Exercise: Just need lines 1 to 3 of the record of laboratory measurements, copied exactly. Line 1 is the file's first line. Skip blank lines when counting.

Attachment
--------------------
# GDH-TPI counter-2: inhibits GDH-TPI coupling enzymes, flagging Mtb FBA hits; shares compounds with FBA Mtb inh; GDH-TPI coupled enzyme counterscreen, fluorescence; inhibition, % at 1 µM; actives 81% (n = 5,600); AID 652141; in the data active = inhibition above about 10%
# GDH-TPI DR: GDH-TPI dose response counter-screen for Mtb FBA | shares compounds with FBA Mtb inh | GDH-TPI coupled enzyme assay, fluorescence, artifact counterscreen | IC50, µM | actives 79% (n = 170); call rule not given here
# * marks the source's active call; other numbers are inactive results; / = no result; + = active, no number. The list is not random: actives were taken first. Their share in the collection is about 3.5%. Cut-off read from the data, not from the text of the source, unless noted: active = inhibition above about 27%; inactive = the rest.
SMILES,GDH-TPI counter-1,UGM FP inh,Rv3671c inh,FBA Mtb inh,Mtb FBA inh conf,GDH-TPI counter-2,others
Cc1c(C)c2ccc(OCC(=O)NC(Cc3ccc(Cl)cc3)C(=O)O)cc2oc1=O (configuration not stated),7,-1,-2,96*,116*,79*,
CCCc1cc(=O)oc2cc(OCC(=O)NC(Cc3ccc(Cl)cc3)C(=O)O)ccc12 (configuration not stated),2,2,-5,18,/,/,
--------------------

# GDH-TPI counter-2: inhibits GDH-TPI coupling enzymes, flagging Mtb FBA hits; shares compounds with FBA Mtb inh; GDH-TPI coupled enzyme counterscreen, fluorescence; inhibition, % at 1 µM; actives 81% (n = 5,600); AID 652141; in the data active = inhibition above about 10%
# GDH-TPI DR: GDH-TPI dose response counter-screen for Mtb FBA | shares compounds with FBA Mtb inh | GDH-TPI coupled enzyme assay, fluorescence, artifact counterscreen | IC50, µM | actives 79% (n = 170); call rule not given here
# * marks the source's active call; other numbers are inactive results; / = no result; + = active, no number. The list is not random: actives were taken first. Their share in the collection is about 3.5%. Cut-off read from the data, not from the text of the source, unless noted: active = inhibition above about 27%; inactive = the rest.